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the write stuff Jane Fallon reveals how Twitter trolls inspired her new novel and why she's proud of her Irish heritage

The best-selling author and award-winning television producer tells Kevin Palmer she no longer feels the need to shy away from talking about partner Ricky Gervais

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THE WRITE STUFF: Jane Fallon

THE WRITE STUFF: Jane Fallon

Jane Fallon with partner Ricky Gervais when they were younger

Jane Fallon with partner Ricky Gervais when they were younger

Her new book Worst Idea Ever

Her new book Worst Idea Ever

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THE WRITE STUFF: Jane Fallon

She could have been the back seat driver behind one of the world's most powerful comedic forces, yet Jane Fallon has long since become a star in her own right.

A best-selling author and award-winning television producer, Fallon's eagerness to remain in the shadows while her partner Ricky Gervais became a global superstar initially ensured that her face was rarely thrust into the spotlight.

Yet after her latest novel added to her list of entries on The Sunday Times best-seller list, Jane no longer feels the need to shy away from talking about Ricky or a life that was transformed from the ordinary to the extraordinary.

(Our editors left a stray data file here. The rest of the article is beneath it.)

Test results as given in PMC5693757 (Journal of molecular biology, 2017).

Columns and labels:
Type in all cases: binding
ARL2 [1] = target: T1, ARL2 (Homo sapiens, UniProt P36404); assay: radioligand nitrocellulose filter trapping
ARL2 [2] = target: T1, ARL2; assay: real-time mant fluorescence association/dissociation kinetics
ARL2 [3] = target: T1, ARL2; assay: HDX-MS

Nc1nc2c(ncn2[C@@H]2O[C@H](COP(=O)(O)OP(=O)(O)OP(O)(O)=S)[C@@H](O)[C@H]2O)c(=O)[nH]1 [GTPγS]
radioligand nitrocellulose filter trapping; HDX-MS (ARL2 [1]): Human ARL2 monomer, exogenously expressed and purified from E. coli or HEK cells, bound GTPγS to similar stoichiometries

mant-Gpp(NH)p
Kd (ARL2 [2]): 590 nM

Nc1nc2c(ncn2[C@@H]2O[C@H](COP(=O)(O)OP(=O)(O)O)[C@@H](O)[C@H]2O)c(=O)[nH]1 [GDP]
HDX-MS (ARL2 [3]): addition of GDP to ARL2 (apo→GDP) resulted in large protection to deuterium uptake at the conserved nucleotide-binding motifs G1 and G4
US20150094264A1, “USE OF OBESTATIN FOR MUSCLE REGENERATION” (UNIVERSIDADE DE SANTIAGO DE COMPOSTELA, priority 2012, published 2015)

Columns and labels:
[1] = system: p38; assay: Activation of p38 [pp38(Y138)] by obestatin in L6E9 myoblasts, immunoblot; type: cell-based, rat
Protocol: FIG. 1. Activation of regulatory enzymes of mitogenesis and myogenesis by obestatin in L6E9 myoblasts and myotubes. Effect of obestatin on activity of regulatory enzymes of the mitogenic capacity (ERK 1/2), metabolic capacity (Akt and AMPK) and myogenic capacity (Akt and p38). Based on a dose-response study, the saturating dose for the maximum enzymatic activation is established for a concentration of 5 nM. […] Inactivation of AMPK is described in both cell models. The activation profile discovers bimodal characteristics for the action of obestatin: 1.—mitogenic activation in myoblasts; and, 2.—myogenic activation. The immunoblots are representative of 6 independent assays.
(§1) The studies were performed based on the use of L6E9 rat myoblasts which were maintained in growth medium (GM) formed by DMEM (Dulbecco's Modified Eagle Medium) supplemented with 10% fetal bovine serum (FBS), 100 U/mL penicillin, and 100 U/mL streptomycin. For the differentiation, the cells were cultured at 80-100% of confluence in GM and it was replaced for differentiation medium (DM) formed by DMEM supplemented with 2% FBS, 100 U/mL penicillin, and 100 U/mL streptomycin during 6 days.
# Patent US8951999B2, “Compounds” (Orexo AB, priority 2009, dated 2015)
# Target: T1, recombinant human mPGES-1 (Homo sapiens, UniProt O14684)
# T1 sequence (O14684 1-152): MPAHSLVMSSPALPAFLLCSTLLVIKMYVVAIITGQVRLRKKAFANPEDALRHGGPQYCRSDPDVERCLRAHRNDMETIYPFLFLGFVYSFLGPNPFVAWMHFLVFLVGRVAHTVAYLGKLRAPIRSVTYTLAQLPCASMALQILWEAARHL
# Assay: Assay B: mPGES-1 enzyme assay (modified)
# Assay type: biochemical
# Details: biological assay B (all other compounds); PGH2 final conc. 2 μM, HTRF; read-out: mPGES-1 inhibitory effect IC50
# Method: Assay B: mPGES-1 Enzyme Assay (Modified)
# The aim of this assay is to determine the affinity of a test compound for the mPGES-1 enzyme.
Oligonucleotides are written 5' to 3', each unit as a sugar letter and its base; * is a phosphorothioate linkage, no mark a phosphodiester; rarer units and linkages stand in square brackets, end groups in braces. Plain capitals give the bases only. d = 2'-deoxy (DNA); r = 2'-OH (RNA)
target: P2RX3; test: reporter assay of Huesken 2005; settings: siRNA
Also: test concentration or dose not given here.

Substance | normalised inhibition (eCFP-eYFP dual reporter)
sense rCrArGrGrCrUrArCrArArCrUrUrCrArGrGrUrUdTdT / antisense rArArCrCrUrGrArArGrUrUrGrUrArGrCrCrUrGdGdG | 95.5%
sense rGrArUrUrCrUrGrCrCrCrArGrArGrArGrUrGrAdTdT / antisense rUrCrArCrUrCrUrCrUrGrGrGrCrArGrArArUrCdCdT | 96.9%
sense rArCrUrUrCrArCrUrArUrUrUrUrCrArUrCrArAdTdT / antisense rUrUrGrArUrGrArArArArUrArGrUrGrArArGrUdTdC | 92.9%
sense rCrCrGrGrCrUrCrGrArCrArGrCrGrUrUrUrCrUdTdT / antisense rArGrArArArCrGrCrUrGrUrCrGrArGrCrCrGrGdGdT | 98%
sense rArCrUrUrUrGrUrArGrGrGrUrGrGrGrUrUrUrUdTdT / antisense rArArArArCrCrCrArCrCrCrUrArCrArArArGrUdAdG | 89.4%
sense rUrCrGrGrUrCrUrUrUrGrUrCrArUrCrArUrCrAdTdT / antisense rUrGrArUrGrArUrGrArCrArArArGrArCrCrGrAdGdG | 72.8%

As she told Magazine+ in an exclusive interview to promote her latest gripping novel, Worst Idea Ever, Fallon believes she has succeeded in carving out her own plinth in a star-studded household.

"I've got used to publicity now, though I would never say I enjoy it," begins the scribe, whose father hails from Dublin - but more of that later.

"When my first book came out and I started doing publicity, I was worried that every question would be people asking me about Ricky and I was keen to get away from that and carve out my own niche. Now that I'm on book number 11, I think I have done that."

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Jane Fallon with partner Ricky Gervais when they were younger

Jane Fallon with partner Ricky Gervais when they were younger

Jane Fallon with partner Ricky Gervais when they were younger